How to Start Running: The Absolute Beginners' Guide

woman running in park on road


Running is enjoyed by millions of people because it's good for your body and mind and it requires very little equipment. All you need is a good pair of running shoes and the willingness to get started.


Running may seem so simple that preparing to start a running routine may sound silly. But by learning a few basics about the sport—such as the different types of running and different gear options—you can increase your enjoyment and make your training more effective.

You'll find plenty of information in this guide, from safety precautions to nutrition tips and more. It's probably more information than you need to head out on your first run. You may want to bookmark this page and revisit as needed to guide your running journey.


The majority of people who run casually do it for the physical, social, and mental benefits it brings.

Running is one of the most effective ways to burn calories and build cardiovascular endurance, it helps to increase your mental toughness, and if you run outdoors, you benefit from exposure to nature, which can reduce stress, relieve anxiety, boost your mood, and provide other health benefits, according to research published in 2017.

Running also has a low bar of entry—you don't need any fancy equipment, it's relatively inexpensive, and you can do it almost anywhere. It's also an activity that spans ages; it's never too late to start running. Many people who have taken up the sport do so in their 50s, 60s, and even 70s.

Here are some of the many other reasons why people choose running:

  • It's one of the most efficient ways to achieve aerobic fitness.
  • Running can be a smart strategy for weight loss.
  • Running is an excellent stress reliever.
  • You can run by yourself for peace and solitude, or with others for social interaction.
  • You release endorphins when running and may even experience a runner’s high.
  • You achieve better overall health with improvements such as higher lung capacity, increased metabolism, lower total cholesterol levels, increased energy, and decreased risk of osteoporosis.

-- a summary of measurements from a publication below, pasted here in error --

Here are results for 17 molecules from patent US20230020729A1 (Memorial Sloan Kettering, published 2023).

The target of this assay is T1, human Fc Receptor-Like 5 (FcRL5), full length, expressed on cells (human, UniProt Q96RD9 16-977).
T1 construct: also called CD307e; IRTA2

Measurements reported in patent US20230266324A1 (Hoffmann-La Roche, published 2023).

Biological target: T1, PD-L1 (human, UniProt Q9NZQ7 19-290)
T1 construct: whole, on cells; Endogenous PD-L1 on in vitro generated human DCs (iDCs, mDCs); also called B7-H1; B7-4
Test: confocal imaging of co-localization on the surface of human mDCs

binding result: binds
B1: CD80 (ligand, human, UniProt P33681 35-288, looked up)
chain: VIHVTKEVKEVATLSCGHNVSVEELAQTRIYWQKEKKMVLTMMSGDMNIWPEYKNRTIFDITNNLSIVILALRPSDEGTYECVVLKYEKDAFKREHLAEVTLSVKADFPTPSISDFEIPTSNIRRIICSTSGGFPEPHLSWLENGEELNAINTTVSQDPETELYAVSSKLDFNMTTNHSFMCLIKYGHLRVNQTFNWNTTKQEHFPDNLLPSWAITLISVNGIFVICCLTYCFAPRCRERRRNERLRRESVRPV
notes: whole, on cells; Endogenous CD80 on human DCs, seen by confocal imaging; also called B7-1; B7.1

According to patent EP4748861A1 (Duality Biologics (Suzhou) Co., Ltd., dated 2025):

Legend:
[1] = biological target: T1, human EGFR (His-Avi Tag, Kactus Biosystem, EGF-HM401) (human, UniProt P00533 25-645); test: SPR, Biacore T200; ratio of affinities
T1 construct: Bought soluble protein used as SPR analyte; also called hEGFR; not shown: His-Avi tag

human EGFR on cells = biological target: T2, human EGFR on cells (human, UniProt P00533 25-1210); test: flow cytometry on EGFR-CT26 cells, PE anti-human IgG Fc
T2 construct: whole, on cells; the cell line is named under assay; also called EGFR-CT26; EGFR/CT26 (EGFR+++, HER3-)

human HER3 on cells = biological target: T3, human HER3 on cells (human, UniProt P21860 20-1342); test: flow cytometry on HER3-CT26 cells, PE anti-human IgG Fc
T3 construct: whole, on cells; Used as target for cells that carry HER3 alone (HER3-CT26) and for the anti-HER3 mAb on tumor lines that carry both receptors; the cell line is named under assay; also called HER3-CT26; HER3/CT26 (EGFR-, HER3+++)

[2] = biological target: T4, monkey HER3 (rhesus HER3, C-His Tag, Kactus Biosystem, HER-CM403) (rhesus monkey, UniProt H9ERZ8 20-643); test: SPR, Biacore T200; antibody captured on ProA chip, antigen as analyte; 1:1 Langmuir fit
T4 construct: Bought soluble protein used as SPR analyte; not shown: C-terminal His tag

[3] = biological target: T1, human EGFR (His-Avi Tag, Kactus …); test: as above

Running is a sport that can bring families together. For example, some families participate in charity fun runs, or simply jog together as a way to spend quality time enhancing healthy values. Kids who participate in running programs learn how to overcome obstacles and persevere.

Running can also be a healthy way to spend a vacation. Many companies offer running-specific holidays at destinations around the world. Runners of all levels are welcomed to explore tourist destinations, historical sites, and national parks through training camps or races organized by vacation running companies.


While running seems like a fairly straightforward sport, there are different types of running that you might want to explore. Most runners engage in one or more of the following types of running

Road Running

One of the most popular types of running is simply called road running. It includes running on paved roads, paths, and sidewalks. It’s the most convenient type of running and the type that most runners participate in at some point in their training. It is also one of the easiest ways to start your running program—all you have to do is step out your door and get moving.

Treadmill Running

A great alternative to running outside is treadmill running. Running on a treadmill is a smart choice if the weather is bad. But this type of running is also (usually) easier than outdoor running and can be gentler on your joints.

Most treadmills allow runners to change their pace, incline, and resistance so they can simulate outdoor running and vary their workouts to prevent boredom. You can even run a race on a treadmill using an app like Zwift.


Some runners enjoy the thrill and competition of participating in races, on roads, trails, and tracks. Racing events vary in distance from 5Ks to half or full marathons and even ultramarathons lasting 100 miles or more.

The vast majority of people enter races not to win (or even come close), but to set a personal goal and achieve it. Many former couch potatoes have become hooked on the sport after training for their first road race.

Trail Running

For those who love to enjoy scenery and peaceful surroundings while exercising, trail running is a great option. Trail running usually takes place on hiking trails of varying terrain, from deserts to mountains. Trail runners may find themselves sidestepping roots, climbing over logs, running through streams, or traversing up steep hills.

Track Running

Track events include shorter distance races such as the 50-yard dash, 100, 200, and 400-meter sprints, hurdles, and others. Training to run track often includes doing more targeted speed work and less endurance running outdoors.

You can also compete in races. Track races can be as short as 55 meters (indoor tracks) and as long as 25 laps on an outdoor track (10,000 meters)

Some road and trail runners like running on a track occasionally for safety and convenience. On a track, you don’t have to worry about cars, cyclists, or animals, and it’s easy to measure how far you’re running.

The track is also a great place for runners who are training for races to work on targeted speed workouts once you're ready to pick up the pace. Try an interval session on your local community or high school track.

Getting Started